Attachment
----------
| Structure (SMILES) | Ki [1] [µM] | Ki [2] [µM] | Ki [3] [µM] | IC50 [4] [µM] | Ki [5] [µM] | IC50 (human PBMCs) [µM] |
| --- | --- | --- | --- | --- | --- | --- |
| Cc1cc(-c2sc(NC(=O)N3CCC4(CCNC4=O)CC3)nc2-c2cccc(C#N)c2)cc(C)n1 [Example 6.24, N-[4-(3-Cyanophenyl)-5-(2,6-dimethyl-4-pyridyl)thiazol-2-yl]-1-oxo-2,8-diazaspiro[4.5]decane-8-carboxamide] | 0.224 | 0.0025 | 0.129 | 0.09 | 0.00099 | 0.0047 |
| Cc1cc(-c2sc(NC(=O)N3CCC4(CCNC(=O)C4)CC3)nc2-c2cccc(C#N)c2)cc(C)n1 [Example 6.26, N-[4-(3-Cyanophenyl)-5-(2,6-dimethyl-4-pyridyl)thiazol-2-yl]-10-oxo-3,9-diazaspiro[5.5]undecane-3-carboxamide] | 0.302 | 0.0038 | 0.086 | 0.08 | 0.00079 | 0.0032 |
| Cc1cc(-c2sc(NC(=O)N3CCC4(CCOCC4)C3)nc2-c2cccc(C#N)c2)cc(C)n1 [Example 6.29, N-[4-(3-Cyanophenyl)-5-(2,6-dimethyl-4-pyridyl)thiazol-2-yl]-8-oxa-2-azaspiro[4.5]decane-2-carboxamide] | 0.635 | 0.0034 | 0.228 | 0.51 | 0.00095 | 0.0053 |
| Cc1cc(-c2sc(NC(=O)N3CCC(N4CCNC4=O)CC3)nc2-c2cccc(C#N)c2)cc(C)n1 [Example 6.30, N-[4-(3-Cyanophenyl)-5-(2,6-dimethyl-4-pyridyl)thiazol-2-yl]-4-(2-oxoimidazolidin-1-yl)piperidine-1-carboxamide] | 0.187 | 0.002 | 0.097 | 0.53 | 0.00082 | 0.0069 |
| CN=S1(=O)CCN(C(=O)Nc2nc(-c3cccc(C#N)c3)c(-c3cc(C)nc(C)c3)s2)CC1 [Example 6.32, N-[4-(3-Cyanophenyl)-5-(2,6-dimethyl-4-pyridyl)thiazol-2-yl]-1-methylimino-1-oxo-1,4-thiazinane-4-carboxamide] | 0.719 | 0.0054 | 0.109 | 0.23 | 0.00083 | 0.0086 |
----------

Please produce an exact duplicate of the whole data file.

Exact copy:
| Structure (SMILES) | Ki [1] [µM] | Ki [2] [µM] | Ki [3] [µM] | IC50 [4] [µM] | Ki [5] [µM] | IC50 (human PBMCs) [µM] |
| --- | --- | --- | --- | --- | --- | --- |
| Cc1cc(-c2sc(NC(=O)N3CCC4(CCNC4=O)CC3)nc2-c2cccc(C#N)c2)cc(C)n1 [Example 6.24, N-[4-(3-Cyanophenyl)-5-(2,6-dimethyl-4-pyridyl)thiazol-2-yl]-1-oxo-2,8-diazaspiro[4.5]decane-8-carboxamide] | 0.224 | 0.0025 | 0.129 | 0.09 | 0.00099 | 0.0047 |
| Cc1cc(-c2sc(NC(=O)N3CCC4(CCNC(=O)C4)CC3)nc2-c2cccc(C#N)c2)cc(C)n1 [Example 6.26, N-[4-(3-Cyanophenyl)-5-(2,6-dimethyl-4-pyridyl)thiazol-2-yl]-10-oxo-3,9-diazaspiro[5.5]undecane-3-carboxamide] | 0.302 | 0.0038 | 0.086 | 0.08 | 0.00079 | 0.0032 |
| Cc1cc(-c2sc(NC(=O)N3CCC4(CCOCC4)C3)nc2-c2cccc(C#N)c2)cc(C)n1 [Example 6.29, N-[4-(3-Cyanophenyl)-5-(2,6-dimethyl-4-pyridyl)thiazol-2-yl]-8-oxa-2-azaspiro[4.5]decane-2-carboxamide] | 0.635 | 0.0034 | 0.228 | 0.51 | 0.00095 | 0.0053 |
| Cc1cc(-c2sc(NC(=O)N3CCC(N4CCNC4=O)CC3)nc2-c2cccc(C#N)c2)cc(C)n1 [Example 6.30, N-[4-(3-Cyanophenyl)-5-(2,6-dimethyl-4-pyridyl)thiazol-2-yl]-4-(2-oxoimidazolidin-1-yl)piperidine-1-carboxamide] | 0.187 | 0.002 | 0.097 | 0.53 | 0.00082 | 0.0069 |
| CN=S1(=O)CCN(C(=O)Nc2nc(-c3cccc(C#N)c3)c(-c3cc(C)nc(C)c3)s2)CC1 [Example 6.32, N-[4-(3-Cyanophenyl)-5-(2,6-dimethyl-4-pyridyl)thiazol-2-yl]-1-methylimino-1-oxo-1,4-thiazinane-4-carboxamide] | 0.719 | 0.0054 | 0.109 | 0.23 | 0.00083 | 0.0086 |